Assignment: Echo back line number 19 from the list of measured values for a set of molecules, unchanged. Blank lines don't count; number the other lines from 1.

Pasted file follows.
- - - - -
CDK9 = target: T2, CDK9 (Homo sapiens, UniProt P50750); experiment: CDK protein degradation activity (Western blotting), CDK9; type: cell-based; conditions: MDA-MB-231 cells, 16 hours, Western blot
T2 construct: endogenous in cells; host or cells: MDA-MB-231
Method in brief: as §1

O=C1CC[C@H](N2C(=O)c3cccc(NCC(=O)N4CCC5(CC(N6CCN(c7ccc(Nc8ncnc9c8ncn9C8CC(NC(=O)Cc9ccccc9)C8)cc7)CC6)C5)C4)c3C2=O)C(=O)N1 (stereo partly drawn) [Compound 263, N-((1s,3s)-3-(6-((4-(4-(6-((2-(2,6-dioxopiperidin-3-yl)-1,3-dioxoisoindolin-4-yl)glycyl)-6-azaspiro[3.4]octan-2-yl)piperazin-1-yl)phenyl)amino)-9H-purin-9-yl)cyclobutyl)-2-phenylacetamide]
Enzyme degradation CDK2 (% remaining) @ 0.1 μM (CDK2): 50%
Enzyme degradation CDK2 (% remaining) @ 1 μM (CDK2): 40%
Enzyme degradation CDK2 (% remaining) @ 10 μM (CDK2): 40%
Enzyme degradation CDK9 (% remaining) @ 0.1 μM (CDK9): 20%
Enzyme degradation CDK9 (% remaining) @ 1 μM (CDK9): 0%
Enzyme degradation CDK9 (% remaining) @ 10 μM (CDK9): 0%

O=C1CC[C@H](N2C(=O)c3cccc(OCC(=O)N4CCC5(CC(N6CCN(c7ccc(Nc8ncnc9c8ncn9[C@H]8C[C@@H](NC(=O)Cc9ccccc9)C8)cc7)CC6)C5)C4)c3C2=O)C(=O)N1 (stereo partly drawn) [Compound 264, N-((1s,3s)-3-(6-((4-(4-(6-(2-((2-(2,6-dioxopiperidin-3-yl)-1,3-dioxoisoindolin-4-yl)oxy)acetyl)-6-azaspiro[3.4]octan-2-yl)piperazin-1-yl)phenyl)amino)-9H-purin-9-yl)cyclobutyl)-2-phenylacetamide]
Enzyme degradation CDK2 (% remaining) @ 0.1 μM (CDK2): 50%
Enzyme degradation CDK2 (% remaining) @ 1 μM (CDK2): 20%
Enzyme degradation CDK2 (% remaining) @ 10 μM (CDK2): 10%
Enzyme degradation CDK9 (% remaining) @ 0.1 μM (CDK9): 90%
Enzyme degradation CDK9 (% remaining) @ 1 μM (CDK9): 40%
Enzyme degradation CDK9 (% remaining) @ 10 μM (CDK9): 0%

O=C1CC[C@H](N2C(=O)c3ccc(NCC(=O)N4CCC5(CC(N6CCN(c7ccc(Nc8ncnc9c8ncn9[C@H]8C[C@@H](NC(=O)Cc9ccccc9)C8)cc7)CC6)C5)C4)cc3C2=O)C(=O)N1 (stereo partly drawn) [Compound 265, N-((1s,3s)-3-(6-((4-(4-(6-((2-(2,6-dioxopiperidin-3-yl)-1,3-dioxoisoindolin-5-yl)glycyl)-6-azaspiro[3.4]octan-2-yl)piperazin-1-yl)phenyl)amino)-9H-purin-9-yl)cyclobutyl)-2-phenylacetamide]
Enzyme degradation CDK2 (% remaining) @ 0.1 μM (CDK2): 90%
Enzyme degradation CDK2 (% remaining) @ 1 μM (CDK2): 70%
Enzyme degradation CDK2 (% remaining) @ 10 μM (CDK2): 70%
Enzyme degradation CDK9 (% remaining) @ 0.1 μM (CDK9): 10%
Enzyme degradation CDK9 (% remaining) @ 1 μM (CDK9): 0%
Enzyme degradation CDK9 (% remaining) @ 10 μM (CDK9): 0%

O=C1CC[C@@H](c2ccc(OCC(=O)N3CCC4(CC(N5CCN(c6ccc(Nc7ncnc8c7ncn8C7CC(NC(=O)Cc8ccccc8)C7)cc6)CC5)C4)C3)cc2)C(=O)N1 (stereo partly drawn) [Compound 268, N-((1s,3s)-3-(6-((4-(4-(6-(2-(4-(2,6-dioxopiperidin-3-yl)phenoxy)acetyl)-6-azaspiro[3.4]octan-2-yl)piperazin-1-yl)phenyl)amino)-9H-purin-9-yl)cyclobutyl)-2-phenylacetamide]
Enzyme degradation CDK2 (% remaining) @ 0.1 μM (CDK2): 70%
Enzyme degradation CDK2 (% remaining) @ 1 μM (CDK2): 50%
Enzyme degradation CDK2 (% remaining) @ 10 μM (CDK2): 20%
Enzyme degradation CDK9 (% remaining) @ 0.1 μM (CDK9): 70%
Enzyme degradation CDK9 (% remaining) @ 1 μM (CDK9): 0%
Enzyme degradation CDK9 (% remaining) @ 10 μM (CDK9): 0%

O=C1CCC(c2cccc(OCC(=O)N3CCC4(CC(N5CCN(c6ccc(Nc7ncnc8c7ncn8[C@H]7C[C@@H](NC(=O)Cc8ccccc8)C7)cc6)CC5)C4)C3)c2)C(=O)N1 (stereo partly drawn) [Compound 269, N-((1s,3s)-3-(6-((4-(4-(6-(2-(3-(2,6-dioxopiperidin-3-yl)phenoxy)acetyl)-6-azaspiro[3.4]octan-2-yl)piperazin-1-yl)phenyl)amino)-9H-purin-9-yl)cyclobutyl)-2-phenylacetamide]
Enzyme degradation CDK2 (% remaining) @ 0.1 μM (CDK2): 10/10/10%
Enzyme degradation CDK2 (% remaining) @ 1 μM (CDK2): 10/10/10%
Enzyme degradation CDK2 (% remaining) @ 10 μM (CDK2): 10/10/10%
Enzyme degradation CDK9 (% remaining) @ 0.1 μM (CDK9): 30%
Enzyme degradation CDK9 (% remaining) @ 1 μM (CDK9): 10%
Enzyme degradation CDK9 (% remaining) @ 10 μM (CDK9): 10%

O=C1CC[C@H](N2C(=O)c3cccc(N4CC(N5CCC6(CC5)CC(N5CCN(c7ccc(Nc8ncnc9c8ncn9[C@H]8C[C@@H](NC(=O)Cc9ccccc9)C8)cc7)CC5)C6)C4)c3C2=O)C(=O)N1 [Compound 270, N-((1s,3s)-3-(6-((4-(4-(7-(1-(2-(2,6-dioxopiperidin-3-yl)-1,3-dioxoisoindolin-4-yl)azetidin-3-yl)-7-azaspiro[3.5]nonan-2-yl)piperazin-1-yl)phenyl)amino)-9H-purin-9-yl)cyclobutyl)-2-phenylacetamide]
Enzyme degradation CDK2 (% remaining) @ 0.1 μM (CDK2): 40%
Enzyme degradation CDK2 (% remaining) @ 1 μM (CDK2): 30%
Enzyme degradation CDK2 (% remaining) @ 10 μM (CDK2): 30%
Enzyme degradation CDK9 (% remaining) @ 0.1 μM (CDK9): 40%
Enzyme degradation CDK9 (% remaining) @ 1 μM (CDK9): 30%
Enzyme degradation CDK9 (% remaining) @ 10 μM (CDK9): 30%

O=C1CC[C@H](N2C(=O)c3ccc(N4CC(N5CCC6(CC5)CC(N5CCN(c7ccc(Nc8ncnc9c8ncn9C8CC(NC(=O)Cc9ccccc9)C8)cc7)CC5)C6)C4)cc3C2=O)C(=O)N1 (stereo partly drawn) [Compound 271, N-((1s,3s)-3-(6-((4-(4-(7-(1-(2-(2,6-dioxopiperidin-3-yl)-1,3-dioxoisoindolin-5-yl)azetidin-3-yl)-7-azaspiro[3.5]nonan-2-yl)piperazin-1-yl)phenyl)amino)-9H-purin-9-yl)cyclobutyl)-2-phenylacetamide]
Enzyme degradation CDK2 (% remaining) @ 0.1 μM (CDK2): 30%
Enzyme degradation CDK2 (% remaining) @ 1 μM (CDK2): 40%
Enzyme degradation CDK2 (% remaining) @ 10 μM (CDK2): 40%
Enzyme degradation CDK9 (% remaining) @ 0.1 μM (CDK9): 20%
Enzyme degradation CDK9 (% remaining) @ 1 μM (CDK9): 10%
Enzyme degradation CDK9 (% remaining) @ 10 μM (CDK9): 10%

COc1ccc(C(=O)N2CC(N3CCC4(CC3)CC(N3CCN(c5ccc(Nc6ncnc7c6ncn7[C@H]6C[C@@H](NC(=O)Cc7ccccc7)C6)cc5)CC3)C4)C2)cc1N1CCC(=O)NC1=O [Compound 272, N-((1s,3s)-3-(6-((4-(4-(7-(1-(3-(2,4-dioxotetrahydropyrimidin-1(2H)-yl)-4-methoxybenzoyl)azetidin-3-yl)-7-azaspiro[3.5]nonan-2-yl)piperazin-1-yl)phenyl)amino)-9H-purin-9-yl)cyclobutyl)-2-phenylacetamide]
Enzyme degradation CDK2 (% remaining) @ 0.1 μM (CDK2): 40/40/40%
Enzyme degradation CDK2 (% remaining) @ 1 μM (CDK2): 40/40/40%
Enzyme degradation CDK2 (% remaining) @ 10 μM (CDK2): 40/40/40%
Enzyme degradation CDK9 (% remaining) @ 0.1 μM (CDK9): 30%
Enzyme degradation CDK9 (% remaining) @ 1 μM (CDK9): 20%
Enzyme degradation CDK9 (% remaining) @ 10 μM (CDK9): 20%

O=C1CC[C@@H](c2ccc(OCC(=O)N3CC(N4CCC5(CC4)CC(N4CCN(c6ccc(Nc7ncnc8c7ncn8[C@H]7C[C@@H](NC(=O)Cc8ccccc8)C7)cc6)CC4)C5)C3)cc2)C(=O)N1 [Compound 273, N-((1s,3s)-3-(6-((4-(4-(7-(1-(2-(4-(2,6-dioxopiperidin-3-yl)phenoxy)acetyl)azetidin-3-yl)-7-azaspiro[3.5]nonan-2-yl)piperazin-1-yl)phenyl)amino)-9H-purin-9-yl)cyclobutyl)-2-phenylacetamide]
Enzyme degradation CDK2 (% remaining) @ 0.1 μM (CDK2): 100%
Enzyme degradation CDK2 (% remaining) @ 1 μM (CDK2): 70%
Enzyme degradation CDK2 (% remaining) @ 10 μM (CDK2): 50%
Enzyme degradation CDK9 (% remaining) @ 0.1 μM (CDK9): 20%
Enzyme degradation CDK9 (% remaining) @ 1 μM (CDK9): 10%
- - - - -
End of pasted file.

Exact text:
Enzyme degradation CDK2 (% remaining) @ 0.1 μM (CDK2): 90%